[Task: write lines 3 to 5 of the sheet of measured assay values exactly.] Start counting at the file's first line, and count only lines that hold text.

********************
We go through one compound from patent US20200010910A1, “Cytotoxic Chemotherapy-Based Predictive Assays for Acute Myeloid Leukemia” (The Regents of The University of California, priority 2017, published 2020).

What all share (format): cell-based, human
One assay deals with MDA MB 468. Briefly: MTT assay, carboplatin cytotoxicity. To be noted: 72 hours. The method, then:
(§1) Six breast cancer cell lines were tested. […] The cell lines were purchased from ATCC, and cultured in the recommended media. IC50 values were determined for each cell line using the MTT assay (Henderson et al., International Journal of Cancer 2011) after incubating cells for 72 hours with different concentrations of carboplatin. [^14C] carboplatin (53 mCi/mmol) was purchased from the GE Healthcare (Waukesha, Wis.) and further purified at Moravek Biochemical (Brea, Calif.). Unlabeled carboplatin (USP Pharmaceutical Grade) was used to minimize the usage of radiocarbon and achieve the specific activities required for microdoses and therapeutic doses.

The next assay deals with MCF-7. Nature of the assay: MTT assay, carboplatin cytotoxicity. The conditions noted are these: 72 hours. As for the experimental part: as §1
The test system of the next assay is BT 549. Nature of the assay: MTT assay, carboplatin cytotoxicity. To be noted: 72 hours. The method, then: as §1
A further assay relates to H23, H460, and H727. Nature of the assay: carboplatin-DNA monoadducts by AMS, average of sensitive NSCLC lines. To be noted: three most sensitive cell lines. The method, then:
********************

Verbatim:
One assay deals with MDA MB 468. Briefly: MTT assay, carboplatin cytotoxicity. To be noted: 72 hours. The method, then:
(§1) Six breast cancer cell lines were tested. […] The cell lines were purchased from ATCC, and cultured in the recommended media. IC50 values were determined for each cell line using the MTT assay (Henderson et al., International Journal of Cancer 2011) after incubating cells for 72 hours with different concentrations of carboplatin. [^14C] carboplatin (53 mCi/mmol) was purchased from the GE Healthcare (Waukesha, Wis.) and further purified at Moravek Biochemical (Brea, Calif.). Unlabeled carboplatin (USP Pharmaceutical Grade) was used to minimize the usage of radiocarbon and achieve the specific activities required for microdoses and therapeutic doses.

The next assay deals with MCF-7. Nature of the assay: MTT assay, carboplatin cytotoxicity. The conditions noted are these: 72 hours. As for the experimental part: as §1